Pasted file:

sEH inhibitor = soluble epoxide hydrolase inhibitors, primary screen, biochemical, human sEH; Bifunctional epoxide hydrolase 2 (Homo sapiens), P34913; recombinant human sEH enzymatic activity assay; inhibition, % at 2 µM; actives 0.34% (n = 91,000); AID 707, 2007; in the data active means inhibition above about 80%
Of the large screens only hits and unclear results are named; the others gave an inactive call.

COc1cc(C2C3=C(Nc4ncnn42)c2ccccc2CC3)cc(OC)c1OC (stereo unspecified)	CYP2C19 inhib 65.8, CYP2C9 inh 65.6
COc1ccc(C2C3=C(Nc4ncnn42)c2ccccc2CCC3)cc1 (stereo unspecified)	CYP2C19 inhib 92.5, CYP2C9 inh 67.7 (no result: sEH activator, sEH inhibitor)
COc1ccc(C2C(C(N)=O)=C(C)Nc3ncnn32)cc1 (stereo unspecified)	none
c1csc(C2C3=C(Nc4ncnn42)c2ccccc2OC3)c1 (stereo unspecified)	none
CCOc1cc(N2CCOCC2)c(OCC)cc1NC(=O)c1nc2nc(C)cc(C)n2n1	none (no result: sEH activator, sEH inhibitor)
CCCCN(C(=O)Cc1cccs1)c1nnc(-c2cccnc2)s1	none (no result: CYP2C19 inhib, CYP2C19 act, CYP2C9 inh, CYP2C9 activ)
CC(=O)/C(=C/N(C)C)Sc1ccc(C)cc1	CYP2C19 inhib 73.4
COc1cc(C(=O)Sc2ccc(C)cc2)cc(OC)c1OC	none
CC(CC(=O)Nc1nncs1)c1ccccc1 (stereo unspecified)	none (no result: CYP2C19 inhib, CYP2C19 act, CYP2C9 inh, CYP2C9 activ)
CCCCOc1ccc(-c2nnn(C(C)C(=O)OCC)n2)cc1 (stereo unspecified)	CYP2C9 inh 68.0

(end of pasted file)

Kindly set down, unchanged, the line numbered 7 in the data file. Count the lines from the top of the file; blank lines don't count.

CCOc1cc(N2CCOCC2)c(OCC)cc1NC(=O)c1nc2nc(C)cc(C)n2n1	none (no result: sEH activator, sEH inhibitor)